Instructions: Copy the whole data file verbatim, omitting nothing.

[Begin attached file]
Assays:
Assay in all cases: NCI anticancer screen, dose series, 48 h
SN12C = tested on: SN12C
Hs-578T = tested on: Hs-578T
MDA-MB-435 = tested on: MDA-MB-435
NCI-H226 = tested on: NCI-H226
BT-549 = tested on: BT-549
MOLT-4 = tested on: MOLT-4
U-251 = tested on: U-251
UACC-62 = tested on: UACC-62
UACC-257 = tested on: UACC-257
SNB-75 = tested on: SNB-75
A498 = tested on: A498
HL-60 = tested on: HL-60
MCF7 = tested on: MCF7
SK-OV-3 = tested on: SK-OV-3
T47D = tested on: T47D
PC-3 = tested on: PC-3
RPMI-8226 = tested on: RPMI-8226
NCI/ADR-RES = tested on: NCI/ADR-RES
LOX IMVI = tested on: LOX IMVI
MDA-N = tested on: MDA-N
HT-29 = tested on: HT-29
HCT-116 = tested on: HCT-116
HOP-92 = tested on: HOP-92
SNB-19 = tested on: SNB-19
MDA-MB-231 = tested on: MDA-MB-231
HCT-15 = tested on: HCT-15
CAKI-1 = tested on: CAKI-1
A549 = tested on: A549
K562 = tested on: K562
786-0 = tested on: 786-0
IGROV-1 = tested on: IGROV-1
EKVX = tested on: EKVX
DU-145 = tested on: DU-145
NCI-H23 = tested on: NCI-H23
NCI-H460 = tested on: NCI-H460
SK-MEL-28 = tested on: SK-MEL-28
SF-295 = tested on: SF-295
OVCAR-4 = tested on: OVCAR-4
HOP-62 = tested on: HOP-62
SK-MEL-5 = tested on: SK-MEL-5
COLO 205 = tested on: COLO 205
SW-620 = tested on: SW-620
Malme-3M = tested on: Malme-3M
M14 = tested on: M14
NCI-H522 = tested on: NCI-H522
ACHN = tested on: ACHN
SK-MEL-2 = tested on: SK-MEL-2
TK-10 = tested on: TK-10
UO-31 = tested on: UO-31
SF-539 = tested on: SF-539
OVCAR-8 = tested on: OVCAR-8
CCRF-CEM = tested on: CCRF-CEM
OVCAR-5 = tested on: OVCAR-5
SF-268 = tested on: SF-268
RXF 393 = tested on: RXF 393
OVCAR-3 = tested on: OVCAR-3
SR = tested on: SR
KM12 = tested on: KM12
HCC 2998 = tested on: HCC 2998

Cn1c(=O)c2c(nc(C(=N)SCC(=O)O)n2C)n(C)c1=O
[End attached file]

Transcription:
Assays:
Assay in all cases: NCI anticancer screen, dose series, 48 h
SN12C = tested on: SN12C
Hs-578T = tested on: Hs-578T
MDA-MB-435 = tested on: MDA-MB-435
NCI-H226 = tested on: NCI-H226
BT-549 = tested on: BT-549
MOLT-4 = tested on: MOLT-4
U-251 = tested on: U-251
UACC-62 = tested on: UACC-62
UACC-257 = tested on: UACC-257
SNB-75 = tested on: SNB-75
A498 = tested on: A498
HL-60 = tested on: HL-60
MCF7 = tested on: MCF7
SK-OV-3 = tested on: SK-OV-3
T47D = tested on: T47D
PC-3 = tested on: PC-3
RPMI-8226 = tested on: RPMI-8226
NCI/ADR-RES = tested on: NCI/ADR-RES
LOX IMVI = tested on: LOX IMVI
MDA-N = tested on: MDA-N
HT-29 = tested on: HT-29
HCT-116 = tested on: HCT-116
HOP-92 = tested on: HOP-92
SNB-19 = tested on: SNB-19
MDA-MB-231 = tested on: MDA-MB-231
HCT-15 = tested on: HCT-15
CAKI-1 = tested on: CAKI-1
A549 = tested on: A549
K562 = tested on: K562
786-0 = tested on: 786-0
IGROV-1 = tested on: IGROV-1
EKVX = tested on: EKVX
DU-145 = tested on: DU-145
NCI-H23 = tested on: NCI-H23
NCI-H460 = tested on: NCI-H460
SK-MEL-28 = tested on: SK-MEL-28
SF-295 = tested on: SF-295
OVCAR-4 = tested on: OVCAR-4
HOP-62 = tested on: HOP-62
SK-MEL-5 = tested on: SK-MEL-5
COLO 205 = tested on: COLO 205
SW-620 = tested on: SW-620
Malme-3M = tested on: Malme-3M
M14 = tested on: M14
NCI-H522 = tested on: NCI-H522
ACHN = tested on: ACHN
SK-MEL-2 = tested on: SK-MEL-2
TK-10 = tested on: TK-10
UO-31 = tested on: UO-31
SF-539 = tested on: SF-539
OVCAR-8 = tested on: OVCAR-8
CCRF-CEM = tested on: CCRF-CEM
OVCAR-5 = tested on: OVCAR-5
SF-268 = tested on: SF-268
RXF 393 = tested on: RXF 393
OVCAR-3 = tested on: OVCAR-3
SR = tested on: SR
KM12 = tested on: KM12
HCC 2998 = tested on: HCC 2998

Cn1c(=O)c2c(nc(C(=N)SCC(=O)O)n2C)n(C)c1=O